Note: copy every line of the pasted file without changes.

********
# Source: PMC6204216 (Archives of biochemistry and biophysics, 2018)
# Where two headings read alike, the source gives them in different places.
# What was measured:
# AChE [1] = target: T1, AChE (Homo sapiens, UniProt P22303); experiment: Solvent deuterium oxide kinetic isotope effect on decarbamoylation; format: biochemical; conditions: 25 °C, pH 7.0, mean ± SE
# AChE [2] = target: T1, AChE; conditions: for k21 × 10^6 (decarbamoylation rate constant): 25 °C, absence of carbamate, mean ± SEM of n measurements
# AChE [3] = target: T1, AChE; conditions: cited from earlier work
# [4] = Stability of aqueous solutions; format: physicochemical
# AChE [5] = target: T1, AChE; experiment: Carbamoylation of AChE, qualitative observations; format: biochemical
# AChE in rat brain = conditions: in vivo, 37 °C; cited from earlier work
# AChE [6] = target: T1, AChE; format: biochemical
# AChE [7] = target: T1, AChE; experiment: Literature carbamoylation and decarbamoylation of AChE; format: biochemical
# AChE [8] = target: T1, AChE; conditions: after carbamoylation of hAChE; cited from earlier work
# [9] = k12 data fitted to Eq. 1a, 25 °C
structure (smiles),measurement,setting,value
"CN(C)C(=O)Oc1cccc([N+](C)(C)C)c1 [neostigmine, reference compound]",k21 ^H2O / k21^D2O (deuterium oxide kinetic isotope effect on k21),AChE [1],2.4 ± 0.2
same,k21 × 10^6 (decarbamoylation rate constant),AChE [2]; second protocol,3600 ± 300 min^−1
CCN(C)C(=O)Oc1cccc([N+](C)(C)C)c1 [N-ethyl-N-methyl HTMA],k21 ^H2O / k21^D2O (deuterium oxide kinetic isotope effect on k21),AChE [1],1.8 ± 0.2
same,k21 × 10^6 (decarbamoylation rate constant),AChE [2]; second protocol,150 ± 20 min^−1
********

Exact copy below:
# Source: PMC6204216 (Archives of biochemistry and biophysics, 2018)
# Where two headings read alike, the source gives them in different places.
# What was measured:
# AChE [1] = target: T1, AChE (Homo sapiens, UniProt P22303); experiment: Solvent deuterium oxide kinetic isotope effect on decarbamoylation; format: biochemical; conditions: 25 °C, pH 7.0, mean ± SE
# AChE [2] = target: T1, AChE; conditions: for k21 × 10^6 (decarbamoylation rate constant): 25 °C, absence of carbamate, mean ± SEM of n measurements
# AChE [3] = target: T1, AChE; conditions: cited from earlier work
# [4] = Stability of aqueous solutions; format: physicochemical
# AChE [5] = target: T1, AChE; experiment: Carbamoylation of AChE, qualitative observations; format: biochemical
# AChE in rat brain = conditions: in vivo, 37 °C; cited from earlier work
# AChE [6] = target: T1, AChE; format: biochemical
# AChE [7] = target: T1, AChE; experiment: Literature carbamoylation and decarbamoylation of AChE; format: biochemical
# AChE [8] = target: T1, AChE; conditions: after carbamoylation of hAChE; cited from earlier work
# [9] = k12 data fitted to Eq. 1a, 25 °C
structure (smiles),measurement,setting,value
"CN(C)C(=O)Oc1cccc([N+](C)(C)C)c1 [neostigmine, reference compound]",k21 ^H2O / k21^D2O (deuterium oxide kinetic isotope effect on k21),AChE [1],2.4 ± 0.2
same,k21 × 10^6 (decarbamoylation rate constant),AChE [2]; second protocol,3600 ± 300 min^−1
CCN(C)C(=O)Oc1cccc([N+](C)(C)C)c1 [N-ethyl-N-methyl HTMA],k21 ^H2O / k21^D2O (deuterium oxide kinetic isotope effect on k21),AChE [1],1.8 ± 0.2
same,k21 × 10^6 (decarbamoylation rate constant),AChE [2]; second protocol,150 ± 20 min^−1